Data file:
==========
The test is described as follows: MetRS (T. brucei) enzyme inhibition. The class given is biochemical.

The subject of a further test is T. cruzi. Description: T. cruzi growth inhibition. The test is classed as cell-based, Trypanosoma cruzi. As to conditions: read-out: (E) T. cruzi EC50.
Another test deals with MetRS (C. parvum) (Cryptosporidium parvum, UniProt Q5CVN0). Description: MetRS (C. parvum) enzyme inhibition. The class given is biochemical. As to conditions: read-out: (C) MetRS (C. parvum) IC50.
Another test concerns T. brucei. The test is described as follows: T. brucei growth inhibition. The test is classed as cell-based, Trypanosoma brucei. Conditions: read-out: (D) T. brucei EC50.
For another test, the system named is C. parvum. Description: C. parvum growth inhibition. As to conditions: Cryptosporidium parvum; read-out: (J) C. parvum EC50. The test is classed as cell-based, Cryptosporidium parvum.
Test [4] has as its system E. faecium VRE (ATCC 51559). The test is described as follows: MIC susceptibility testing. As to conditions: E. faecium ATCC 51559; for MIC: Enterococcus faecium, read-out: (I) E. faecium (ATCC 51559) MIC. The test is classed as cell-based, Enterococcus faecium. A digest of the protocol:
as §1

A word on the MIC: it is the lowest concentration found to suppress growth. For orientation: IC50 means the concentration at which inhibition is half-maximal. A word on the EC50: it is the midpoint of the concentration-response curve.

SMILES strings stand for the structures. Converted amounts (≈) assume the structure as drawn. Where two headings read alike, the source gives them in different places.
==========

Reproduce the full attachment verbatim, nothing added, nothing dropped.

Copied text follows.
The test is described as follows: MetRS (T. brucei) enzyme inhibition. The class given is biochemical.

The subject of a further test is T. cruzi. Description: T. cruzi growth inhibition. The test is classed as cell-based, Trypanosoma cruzi. As to conditions: read-out: (E) T. cruzi EC50.
Another test deals with MetRS (C. parvum) (Cryptosporidium parvum, UniProt Q5CVN0). Description: MetRS (C. parvum) enzyme inhibition. The class given is biochemical. As to conditions: read-out: (C) MetRS (C. parvum) IC50.
Another test concerns T. brucei. The test is described as follows: T. brucei growth inhibition. The test is classed as cell-based, Trypanosoma brucei. Conditions: read-out: (D) T. brucei EC50.
For another test, the system named is C. parvum. Description: C. parvum growth inhibition. As to conditions: Cryptosporidium parvum; read-out: (J) C. parvum EC50. The test is classed as cell-based, Cryptosporidium parvum.
Test [4] has as its system E. faecium VRE (ATCC 51559). The test is described as follows: MIC susceptibility testing. As to conditions: E. faecium ATCC 51559; for MIC: Enterococcus faecium, read-out: (I) E. faecium (ATCC 51559) MIC. The test is classed as cell-based, Enterococcus faecium. A digest of the protocol:
as §1

A word on the MIC: it is the lowest concentration found to suppress growth. For orientation: IC50 means the concentration at which inhibition is half-maximal. A word on the EC50: it is the midpoint of the concentration-response curve.

SMILES strings stand for the structures. Converted amounts (≈) assume the structure as drawn. Where two headings read alike, the source gives them in different places.